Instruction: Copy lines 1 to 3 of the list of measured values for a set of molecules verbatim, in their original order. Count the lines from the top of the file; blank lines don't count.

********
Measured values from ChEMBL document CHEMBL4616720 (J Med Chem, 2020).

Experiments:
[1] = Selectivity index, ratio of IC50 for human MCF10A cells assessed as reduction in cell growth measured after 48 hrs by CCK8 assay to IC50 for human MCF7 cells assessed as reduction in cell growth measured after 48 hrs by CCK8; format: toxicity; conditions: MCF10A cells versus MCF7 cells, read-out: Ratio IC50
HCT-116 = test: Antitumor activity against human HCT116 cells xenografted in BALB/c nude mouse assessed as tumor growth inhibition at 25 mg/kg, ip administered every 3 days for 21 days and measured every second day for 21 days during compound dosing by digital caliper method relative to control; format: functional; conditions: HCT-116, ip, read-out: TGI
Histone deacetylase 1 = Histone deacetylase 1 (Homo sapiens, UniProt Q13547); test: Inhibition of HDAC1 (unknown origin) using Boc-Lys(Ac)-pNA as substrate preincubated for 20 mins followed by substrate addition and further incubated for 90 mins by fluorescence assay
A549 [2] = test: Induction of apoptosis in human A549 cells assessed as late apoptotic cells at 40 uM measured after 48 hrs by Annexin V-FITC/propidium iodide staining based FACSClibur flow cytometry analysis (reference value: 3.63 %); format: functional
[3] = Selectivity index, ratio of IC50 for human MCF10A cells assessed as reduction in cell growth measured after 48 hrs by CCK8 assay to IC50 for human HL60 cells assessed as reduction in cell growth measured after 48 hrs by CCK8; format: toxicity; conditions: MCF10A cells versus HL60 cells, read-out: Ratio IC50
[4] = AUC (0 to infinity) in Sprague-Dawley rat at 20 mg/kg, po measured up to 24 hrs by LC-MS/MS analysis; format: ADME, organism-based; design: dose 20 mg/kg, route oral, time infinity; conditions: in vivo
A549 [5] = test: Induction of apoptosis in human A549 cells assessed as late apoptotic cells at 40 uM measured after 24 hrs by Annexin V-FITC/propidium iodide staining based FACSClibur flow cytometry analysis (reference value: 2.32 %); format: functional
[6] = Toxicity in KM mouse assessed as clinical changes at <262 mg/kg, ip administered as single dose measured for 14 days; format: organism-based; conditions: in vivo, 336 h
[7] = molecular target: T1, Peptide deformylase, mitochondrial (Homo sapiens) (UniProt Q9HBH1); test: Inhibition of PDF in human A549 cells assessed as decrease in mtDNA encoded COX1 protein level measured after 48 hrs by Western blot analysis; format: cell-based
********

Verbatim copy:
Measured values from ChEMBL document CHEMBL4616720 (J Med Chem, 2020).

Experiments:
[1] = Selectivity index, ratio of IC50 for human MCF10A cells assessed as reduction in cell growth measured after 48 hrs by CCK8 assay to IC50 for human MCF7 cells assessed as reduction in cell growth measured after 48 hrs by CCK8; format: toxicity; conditions: MCF10A cells versus MCF7 cells, read-out: Ratio IC50